For all the reasons Winston Peters should support a National or Labour-led government he will be damned if he does and damned if he doesn't.
What has been overlooked, though, is that, when previously in a position of "kingmaker", he has both times extended a declining reign rather than changed the government.
At the subsequent elections, 1999 and 2008, NZ First suffered from supporting a National government and a Labour government in their third terms. Why would supporting National in its fourth term be any different?
Some have said that National "won" the election. The numbers contradict that. National's support has been declining since 2011.
The support for government parties has dropped from 69 MPs in 2008 to currently 59 MPs. Technically, more people voted to change the government at this election.
National compared itself with a rowing skiff primed for speed. The problem is, no matter how many crew changes, the hull must be nearing its used by date.
Peters will be wary of jumping into a sinking ship and then be blamed for it. Many of his wary crew jumped ship in 1998. This time on election night, Peters publicly warned his crew to fall in line.
Choosing Labour and the Greens would be akin to building a better boat from scratch rather than latching together a trimaran two terms down the course. Labour's support is trending upwards.
The problem to overcome is that no minor support party has increased their vote in government. They have effectively been cannibalised by the major party.
That said, NZ First hasn't tried changing the government to see if that increased its support. Everything else it has tried has failed.
NZ First would struggle to gain support when in government with National. If it, however, started from scratch with Labour, each party could define areas where it could target certain soft National support.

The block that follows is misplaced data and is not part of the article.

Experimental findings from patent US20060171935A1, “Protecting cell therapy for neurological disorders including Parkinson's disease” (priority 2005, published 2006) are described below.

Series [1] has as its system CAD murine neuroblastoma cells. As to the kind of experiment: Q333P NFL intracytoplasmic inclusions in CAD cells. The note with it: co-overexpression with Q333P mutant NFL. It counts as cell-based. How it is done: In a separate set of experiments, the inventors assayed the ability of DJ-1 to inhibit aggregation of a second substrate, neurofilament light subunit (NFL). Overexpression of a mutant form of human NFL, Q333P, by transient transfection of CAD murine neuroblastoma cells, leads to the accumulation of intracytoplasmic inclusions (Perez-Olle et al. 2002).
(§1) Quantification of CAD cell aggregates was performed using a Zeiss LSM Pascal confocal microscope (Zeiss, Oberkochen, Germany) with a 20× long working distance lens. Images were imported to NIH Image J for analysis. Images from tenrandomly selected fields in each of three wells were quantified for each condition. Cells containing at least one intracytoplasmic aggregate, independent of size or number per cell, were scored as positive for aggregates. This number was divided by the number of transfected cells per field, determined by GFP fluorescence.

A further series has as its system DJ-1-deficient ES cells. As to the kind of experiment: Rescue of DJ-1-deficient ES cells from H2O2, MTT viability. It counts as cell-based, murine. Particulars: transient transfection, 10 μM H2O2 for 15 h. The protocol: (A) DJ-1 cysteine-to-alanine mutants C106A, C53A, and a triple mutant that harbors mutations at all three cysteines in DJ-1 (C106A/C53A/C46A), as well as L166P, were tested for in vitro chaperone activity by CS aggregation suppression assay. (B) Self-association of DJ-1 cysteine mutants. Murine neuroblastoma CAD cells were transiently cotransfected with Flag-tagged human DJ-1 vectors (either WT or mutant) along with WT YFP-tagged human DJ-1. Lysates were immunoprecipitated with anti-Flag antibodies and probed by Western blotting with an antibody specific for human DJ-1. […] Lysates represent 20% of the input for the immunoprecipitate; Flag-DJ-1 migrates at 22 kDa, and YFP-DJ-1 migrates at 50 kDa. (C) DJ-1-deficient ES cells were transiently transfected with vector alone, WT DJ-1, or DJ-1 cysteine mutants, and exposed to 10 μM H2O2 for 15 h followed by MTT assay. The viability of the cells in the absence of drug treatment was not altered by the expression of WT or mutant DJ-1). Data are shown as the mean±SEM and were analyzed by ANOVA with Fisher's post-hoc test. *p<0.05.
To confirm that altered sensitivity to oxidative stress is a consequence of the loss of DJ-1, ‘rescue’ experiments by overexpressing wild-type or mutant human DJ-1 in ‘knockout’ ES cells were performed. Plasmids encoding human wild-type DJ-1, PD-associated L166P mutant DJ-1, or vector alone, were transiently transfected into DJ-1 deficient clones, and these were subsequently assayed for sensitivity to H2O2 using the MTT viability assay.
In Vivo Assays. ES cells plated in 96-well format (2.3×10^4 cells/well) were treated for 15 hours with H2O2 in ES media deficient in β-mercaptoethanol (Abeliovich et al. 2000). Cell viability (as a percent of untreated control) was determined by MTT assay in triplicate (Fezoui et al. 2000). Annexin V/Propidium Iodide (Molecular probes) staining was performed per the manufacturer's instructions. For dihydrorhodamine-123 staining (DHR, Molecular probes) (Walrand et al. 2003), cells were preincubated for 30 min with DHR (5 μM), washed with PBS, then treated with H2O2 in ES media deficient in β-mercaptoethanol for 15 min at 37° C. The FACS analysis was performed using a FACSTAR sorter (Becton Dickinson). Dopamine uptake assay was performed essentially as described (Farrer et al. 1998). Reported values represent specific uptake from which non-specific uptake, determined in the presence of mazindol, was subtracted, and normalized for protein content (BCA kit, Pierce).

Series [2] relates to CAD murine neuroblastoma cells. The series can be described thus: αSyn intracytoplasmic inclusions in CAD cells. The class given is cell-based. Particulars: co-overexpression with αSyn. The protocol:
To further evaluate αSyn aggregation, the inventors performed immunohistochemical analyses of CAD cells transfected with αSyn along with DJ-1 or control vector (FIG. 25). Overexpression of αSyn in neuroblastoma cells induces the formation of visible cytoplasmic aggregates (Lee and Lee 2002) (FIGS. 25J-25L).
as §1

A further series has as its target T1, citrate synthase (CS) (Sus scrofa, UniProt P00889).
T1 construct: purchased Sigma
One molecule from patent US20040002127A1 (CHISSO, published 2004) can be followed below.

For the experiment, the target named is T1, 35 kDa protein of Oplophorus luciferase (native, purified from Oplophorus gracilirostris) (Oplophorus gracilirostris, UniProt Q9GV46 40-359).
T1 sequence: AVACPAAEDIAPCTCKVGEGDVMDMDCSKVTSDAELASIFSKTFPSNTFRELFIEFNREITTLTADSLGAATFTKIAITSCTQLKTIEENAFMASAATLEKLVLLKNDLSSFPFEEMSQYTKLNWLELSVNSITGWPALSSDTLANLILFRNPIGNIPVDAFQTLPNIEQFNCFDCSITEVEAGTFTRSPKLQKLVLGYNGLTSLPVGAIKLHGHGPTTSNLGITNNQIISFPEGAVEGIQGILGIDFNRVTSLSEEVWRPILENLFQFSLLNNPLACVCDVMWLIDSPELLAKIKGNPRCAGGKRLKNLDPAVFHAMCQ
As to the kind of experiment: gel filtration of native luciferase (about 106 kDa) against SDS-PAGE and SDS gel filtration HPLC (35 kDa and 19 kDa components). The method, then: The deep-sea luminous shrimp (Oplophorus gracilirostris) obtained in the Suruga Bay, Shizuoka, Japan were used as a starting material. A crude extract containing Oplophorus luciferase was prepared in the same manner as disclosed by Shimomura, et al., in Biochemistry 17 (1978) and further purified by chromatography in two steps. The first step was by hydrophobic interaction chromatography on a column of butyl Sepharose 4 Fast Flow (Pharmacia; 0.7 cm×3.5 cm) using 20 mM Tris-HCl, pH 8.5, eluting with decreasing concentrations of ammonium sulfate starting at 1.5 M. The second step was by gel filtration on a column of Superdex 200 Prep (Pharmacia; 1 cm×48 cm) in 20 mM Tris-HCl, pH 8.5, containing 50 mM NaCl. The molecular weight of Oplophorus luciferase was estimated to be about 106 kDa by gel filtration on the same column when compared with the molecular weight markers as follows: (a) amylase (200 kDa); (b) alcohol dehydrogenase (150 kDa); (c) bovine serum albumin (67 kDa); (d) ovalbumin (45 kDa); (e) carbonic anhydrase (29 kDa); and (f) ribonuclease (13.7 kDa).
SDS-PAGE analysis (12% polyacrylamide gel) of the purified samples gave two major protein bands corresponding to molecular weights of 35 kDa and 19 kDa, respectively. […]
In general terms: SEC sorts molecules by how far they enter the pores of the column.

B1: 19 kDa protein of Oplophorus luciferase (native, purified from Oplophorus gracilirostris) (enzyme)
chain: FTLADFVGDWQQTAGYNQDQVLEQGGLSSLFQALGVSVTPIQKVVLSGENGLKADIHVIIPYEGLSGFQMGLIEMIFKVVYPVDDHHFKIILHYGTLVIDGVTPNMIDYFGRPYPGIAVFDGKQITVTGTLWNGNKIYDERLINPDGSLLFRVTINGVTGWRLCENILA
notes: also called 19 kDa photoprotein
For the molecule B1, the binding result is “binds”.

Labour could target urban and social issues whereas NZ First could target regional infrastructure and industry.
Winston Peters would see road, rail, and port investment in the regions as his legacy. Labour would see increased home ownership as its legacy.
As NZ First and Labour try to gain support from National, the Greens should also be thinking strategically of how to influence decisions and consolidate its support in the process.
James Shaw, aware of the public perception that his party is to the left of Labour, would be looking for quick policy gains that surprise many in the centre and right.
Labour are more likely to lose support to National and the Greens than to NZ First. To stay in power after 2020, it would be preferable for Labour to lose support to the Greens.
The only other times, however, that the Greens have taken votes off Labour has been in 2008 and 2011.
Similarly, Act, who offered support in confidence and supply, increased its support at National's expense at the 1999 election and again in 2002.
A new Labour-led government would need to reassure the business community of its economic credibility while at the same time disrupt National's networks within it. National and Act used their networks to great effect in 1999 and 2000 to spread doom and gloom.
National think that it has the moral right to form a government with NZ First. If Peters turns his back on it, National will try to destroy NZ First as it has tried to do at every election since 2005.
Such a strategy could again backfire on National. Winston Peters could simply fast-track replacing the one lane bridges in Northland and deliver everything else National dangled in front of voters, but packaged with his brand.
The Government's books are in good shape and Labour could prove there is no $11.7b fiscal hole. That would quickly embarrass National and the polls will reflect how many people were conned by Stephen Joyce's spin in the last two weeks of the campaign.
Labour and NZ First in government will quickly find anything else National has been hiding behind the Official Information Act. The media can expect a bonanza of damaging material drip-fed over an extended period.
Expect the first term of a Labour-Greens-NZ First government to be more transparent and fairer.
All the National proxies on Crown boards and embedded in the civil service will be purged, Government procurement will take into account the effect on industry and society. Wool farmers will be happy. So will manufacturing and engineering.
As the NZ First leader's namesake Winston Churchill said, "Success consists of going from failure to failure without loss of enthusiasm." Winston Peters now has his third opportunity to be kingmaker. This time, he's less damned if he does than if he doesn't.
• Grant McLachlan is an Auckland-based writer, publisher, and company director.